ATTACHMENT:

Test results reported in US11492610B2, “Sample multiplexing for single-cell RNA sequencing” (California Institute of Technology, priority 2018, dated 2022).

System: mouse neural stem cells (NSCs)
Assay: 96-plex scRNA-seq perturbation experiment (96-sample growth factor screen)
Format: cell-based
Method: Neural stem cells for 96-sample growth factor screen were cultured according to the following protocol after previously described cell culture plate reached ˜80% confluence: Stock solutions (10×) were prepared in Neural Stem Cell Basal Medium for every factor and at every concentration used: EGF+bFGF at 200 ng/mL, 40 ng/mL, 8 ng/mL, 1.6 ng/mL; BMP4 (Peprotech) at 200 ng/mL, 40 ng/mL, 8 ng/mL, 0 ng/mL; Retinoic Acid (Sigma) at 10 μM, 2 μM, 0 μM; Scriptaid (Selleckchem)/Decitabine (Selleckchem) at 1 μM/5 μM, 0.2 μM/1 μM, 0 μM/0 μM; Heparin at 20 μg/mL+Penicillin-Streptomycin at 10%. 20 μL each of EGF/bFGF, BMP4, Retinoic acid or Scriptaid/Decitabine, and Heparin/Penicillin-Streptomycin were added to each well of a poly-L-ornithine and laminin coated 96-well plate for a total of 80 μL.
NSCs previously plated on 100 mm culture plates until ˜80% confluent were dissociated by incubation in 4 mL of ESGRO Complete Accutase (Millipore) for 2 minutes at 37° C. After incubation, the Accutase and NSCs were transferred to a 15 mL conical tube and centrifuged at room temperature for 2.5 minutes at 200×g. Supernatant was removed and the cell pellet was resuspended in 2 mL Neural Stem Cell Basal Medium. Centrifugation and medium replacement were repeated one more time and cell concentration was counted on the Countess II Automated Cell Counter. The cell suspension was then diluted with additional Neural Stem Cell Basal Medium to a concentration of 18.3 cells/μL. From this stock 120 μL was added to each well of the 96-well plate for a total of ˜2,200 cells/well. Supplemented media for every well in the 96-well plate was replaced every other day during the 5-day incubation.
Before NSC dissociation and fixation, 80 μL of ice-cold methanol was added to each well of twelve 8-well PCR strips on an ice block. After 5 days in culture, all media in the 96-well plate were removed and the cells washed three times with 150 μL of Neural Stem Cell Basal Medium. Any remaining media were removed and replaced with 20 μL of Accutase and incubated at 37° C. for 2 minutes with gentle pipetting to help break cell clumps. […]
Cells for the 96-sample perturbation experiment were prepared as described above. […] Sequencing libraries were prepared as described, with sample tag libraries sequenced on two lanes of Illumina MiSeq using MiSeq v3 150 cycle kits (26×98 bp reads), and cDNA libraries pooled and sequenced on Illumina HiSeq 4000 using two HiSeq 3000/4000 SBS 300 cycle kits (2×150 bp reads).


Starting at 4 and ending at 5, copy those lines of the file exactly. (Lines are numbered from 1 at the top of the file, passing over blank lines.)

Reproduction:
Format: cell-based
Method: Neural stem cells for 96-sample growth factor screen were cultured according to the following protocol after previously described cell culture plate reached ˜80% confluence: Stock solutions (10×) were prepared in Neural Stem Cell Basal Medium for every factor and at every concentration used: EGF+bFGF at 200 ng/mL, 40 ng/mL, 8 ng/mL, 1.6 ng/mL; BMP4 (Peprotech) at 200 ng/mL, 40 ng/mL, 8 ng/mL, 0 ng/mL; Retinoic Acid (Sigma) at 10 μM, 2 μM, 0 μM; Scriptaid (Selleckchem)/Decitabine (Selleckchem) at 1 μM/5 μM, 0.2 μM/1 μM, 0 μM/0 μM; Heparin at 20 μg/mL+Penicillin-Streptomycin at 10%. 20 μL each of EGF/bFGF, BMP4, Retinoic acid or Scriptaid/Decitabine, and Heparin/Penicillin-Streptomycin were added to each well of a poly-L-ornithine and laminin coated 96-well plate for a total of 80 μL.